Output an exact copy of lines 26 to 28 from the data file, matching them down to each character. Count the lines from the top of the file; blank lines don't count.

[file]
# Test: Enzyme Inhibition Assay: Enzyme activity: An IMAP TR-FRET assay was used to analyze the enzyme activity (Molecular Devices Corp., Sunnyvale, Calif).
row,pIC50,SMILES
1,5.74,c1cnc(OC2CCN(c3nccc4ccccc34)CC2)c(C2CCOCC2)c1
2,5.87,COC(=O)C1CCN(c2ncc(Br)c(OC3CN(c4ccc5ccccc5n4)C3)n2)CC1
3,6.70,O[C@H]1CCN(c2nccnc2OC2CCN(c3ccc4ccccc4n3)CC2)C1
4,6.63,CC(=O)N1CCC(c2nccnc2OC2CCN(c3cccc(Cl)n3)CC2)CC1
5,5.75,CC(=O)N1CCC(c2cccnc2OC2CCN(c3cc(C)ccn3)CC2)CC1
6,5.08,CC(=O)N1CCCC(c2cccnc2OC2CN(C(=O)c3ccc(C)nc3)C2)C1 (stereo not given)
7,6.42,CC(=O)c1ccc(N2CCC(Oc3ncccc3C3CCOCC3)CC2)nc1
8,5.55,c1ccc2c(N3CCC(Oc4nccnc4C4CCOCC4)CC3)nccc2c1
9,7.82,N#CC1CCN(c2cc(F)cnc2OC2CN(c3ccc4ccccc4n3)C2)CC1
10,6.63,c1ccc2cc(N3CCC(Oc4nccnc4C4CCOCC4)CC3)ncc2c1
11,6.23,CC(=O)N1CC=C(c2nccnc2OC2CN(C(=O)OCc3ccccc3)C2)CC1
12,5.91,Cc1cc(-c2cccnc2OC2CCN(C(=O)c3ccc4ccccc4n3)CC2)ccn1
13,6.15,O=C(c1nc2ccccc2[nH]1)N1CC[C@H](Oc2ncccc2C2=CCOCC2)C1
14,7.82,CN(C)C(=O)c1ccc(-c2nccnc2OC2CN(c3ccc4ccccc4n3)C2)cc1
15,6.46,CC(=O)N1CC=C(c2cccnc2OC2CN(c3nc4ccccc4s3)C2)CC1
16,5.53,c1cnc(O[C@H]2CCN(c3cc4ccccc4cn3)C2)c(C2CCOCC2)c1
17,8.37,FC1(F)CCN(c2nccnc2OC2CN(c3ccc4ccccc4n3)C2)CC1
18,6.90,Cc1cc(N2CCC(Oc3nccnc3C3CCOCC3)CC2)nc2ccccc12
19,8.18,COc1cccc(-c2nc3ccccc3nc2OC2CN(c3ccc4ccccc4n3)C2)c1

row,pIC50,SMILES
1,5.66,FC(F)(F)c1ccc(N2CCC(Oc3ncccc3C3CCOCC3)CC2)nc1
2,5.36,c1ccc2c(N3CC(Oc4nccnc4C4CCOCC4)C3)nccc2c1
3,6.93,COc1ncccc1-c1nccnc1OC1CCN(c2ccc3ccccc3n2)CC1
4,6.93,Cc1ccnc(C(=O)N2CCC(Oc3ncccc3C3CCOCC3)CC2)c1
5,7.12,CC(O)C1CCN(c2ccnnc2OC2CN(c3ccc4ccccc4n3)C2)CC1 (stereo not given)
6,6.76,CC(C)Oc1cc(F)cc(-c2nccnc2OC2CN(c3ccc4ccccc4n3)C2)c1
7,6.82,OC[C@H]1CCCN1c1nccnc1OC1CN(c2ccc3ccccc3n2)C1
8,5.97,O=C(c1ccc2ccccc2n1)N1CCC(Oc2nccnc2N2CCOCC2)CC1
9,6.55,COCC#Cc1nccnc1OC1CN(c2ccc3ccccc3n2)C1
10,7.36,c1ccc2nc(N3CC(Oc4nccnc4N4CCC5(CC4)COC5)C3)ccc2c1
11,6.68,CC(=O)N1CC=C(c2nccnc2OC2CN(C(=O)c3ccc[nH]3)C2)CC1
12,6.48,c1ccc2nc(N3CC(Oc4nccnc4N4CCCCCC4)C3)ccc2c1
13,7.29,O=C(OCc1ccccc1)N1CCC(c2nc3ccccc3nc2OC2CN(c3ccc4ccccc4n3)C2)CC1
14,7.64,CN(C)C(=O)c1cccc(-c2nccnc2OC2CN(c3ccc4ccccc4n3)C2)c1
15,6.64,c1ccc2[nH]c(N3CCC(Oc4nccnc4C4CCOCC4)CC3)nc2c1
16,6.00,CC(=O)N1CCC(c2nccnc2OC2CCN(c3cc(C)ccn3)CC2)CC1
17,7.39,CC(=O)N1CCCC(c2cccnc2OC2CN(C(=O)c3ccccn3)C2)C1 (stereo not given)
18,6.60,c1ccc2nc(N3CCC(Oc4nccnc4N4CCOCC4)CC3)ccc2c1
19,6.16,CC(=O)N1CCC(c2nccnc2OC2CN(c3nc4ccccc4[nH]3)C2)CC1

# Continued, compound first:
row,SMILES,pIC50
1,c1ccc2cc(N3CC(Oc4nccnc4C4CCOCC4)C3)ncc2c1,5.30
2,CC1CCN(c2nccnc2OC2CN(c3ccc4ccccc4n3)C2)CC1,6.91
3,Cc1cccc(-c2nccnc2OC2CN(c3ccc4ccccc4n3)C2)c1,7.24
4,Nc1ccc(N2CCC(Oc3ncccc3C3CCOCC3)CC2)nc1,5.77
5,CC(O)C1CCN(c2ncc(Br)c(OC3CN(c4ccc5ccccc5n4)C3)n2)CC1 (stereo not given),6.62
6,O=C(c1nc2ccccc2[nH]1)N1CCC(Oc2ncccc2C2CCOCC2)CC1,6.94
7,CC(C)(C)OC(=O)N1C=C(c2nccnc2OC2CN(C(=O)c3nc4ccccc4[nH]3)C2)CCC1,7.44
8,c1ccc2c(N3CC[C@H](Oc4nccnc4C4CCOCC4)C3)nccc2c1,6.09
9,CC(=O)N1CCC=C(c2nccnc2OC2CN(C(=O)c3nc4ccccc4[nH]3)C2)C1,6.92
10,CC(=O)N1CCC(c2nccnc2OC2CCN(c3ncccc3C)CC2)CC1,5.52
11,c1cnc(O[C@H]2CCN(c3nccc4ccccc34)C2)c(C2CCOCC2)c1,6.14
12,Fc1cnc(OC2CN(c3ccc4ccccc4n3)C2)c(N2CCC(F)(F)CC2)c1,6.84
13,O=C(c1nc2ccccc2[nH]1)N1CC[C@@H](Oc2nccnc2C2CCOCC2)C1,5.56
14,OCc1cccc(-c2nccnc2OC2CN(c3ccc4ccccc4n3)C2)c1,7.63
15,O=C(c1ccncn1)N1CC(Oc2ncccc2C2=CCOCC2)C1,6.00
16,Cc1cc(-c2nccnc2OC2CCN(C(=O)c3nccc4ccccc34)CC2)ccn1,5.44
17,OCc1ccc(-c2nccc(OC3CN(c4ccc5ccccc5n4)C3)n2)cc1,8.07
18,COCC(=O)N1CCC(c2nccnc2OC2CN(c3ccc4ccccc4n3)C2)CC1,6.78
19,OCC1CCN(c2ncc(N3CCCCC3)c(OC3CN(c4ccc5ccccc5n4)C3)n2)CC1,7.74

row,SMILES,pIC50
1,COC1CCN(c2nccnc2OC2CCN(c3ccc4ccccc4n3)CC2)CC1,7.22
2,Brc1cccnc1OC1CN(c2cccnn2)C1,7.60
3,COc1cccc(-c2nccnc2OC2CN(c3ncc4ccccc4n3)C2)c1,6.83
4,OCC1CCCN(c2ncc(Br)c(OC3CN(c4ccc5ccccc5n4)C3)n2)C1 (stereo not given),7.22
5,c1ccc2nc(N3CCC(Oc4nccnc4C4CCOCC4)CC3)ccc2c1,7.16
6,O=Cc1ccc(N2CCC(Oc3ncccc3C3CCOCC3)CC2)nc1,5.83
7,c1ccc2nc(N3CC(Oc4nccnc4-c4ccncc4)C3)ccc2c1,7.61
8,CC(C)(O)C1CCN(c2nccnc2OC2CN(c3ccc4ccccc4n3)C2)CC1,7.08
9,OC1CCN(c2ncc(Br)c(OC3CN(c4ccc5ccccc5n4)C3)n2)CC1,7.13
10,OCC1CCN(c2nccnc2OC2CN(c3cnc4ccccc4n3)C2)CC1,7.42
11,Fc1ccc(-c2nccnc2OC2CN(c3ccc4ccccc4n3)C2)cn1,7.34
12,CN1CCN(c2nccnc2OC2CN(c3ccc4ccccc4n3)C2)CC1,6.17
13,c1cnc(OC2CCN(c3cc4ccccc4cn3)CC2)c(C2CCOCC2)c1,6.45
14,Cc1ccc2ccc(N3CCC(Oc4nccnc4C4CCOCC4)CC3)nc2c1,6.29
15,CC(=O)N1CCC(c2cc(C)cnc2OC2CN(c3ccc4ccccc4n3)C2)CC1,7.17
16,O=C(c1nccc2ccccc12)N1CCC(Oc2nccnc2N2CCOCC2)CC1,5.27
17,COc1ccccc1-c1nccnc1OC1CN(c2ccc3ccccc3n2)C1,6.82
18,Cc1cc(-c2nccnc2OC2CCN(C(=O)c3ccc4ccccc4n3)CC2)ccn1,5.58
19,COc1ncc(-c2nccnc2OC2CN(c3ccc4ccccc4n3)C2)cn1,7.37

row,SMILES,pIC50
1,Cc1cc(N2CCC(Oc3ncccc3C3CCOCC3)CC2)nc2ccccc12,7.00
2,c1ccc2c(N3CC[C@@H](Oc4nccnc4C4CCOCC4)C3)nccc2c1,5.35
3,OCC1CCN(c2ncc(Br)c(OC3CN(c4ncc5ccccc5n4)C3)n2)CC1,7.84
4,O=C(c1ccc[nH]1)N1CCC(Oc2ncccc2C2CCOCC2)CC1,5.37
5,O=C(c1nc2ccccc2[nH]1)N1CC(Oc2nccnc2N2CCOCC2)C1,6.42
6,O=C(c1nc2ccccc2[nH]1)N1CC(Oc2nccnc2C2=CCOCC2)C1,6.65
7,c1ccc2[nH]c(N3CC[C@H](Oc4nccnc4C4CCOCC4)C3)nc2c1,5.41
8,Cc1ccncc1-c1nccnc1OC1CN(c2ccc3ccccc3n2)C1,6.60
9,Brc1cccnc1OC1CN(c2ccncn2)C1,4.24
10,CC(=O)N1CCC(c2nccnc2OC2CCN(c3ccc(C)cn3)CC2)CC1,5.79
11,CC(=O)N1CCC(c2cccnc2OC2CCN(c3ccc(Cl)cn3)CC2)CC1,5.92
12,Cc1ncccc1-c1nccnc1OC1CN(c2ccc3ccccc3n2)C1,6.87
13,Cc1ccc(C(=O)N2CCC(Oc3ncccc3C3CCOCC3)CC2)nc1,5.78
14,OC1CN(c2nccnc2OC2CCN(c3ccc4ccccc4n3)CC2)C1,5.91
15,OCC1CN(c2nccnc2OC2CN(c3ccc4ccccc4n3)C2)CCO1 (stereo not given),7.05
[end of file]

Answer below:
4,6.93,Cc1ccnc(C(=O)N2CCC(Oc3ncccc3C3CCOCC3)CC2)c1
5,7.12,CC(O)C1CCN(c2ccnnc2OC2CN(c3ccc4ccccc4n3)C2)CC1 (stereo not given)
6,6.76,CC(C)Oc1cc(F)cc(-c2nccnc2OC2CN(c3ccc4ccccc4n3)C2)c1